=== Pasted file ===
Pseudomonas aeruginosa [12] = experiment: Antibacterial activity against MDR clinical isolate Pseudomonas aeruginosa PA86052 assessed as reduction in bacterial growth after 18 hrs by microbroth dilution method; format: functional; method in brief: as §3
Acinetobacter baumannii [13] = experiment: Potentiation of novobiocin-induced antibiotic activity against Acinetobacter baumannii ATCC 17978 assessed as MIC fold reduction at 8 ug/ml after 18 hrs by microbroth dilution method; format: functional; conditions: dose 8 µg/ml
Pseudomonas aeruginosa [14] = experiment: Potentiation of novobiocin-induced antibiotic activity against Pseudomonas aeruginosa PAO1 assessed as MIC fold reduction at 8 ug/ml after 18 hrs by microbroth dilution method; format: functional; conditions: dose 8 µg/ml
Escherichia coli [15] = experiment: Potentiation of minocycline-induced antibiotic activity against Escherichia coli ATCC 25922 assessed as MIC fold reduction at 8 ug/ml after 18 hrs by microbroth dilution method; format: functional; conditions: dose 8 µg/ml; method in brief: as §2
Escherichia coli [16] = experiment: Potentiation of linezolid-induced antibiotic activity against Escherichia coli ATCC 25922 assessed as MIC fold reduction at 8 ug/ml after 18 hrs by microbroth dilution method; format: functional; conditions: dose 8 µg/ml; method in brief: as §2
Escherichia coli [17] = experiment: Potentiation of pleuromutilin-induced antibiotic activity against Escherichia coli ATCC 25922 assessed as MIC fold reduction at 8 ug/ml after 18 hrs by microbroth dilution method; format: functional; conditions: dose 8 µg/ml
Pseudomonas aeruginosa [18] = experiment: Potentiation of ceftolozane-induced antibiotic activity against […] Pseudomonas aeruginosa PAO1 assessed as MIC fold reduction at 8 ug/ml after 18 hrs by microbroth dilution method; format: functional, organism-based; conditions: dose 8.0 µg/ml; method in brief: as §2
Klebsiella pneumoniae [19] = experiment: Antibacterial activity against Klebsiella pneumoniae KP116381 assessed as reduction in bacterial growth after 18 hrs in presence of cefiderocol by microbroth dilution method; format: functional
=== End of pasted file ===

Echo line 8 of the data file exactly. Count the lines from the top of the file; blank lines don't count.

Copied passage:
Klebsiella pneumoniae [19] = experiment: Antibacterial activity against Klebsiella pneumoniae KP116381 assessed as reduction in bacterial growth after 18 hrs in presence of cefiderocol by microbroth dilution method; format: functional